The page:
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DNA and the Book of Mormon: A Phylogenetic Perspective
|Title||DNA and the Book of Mormon: A Phylogenetic Perspective|
|Publication Type||Journal Article|
|Year of Publication||2003|
|Authors||Whiting, Michael F.|
|Journal||Journal of Book of Mormon Studies|
|Keywords||DNA; Genetics; Phylogenetics|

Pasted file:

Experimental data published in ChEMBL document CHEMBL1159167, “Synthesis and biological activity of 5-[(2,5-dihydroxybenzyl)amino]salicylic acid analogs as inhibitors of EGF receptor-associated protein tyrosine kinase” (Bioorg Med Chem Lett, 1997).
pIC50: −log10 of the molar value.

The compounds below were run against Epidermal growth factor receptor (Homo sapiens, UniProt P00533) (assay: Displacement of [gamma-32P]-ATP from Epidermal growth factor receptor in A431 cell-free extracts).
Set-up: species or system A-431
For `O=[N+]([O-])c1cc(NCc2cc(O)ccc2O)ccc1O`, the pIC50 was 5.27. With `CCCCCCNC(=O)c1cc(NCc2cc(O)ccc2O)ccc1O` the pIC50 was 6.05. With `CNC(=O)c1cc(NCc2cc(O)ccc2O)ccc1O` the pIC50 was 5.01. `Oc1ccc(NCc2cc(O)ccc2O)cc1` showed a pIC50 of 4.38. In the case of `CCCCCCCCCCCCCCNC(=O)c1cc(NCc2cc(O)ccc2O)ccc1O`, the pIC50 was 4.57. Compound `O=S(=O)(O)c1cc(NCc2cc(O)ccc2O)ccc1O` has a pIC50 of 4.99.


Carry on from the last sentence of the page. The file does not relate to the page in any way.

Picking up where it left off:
This paper debunks the myth that the Book of Mormon has been proved false by modern DNA evidence. Critics have tried to apply American Indian DNA-based research to the Book of Mormon without designing a study specifically for that purpose. It is extraordinarily difficult to use DNA sequence information to track the lineage of any group with such a complex lineage history as the Nephites and Lamanites. Possible hypotheses about the populations from the Book of Mormon include the global colonization hypothesis (in which the three colonizing groups came to a land void of humans) and the local colonization hypothesis (in which the land was already occupied in whole or in part by people of an unknown genetic heritage). The latter hypothesis, generally viewed by Book of Mormon scholars as a more accurate interpretation, is much more difficult to investigate by way of DNA evidence. Issues such as genetic introgression, genetic drift, and the founder effect would seriously hamper any attempt to produce a funded, peer-reviewed study of Book of Mormon genetics.
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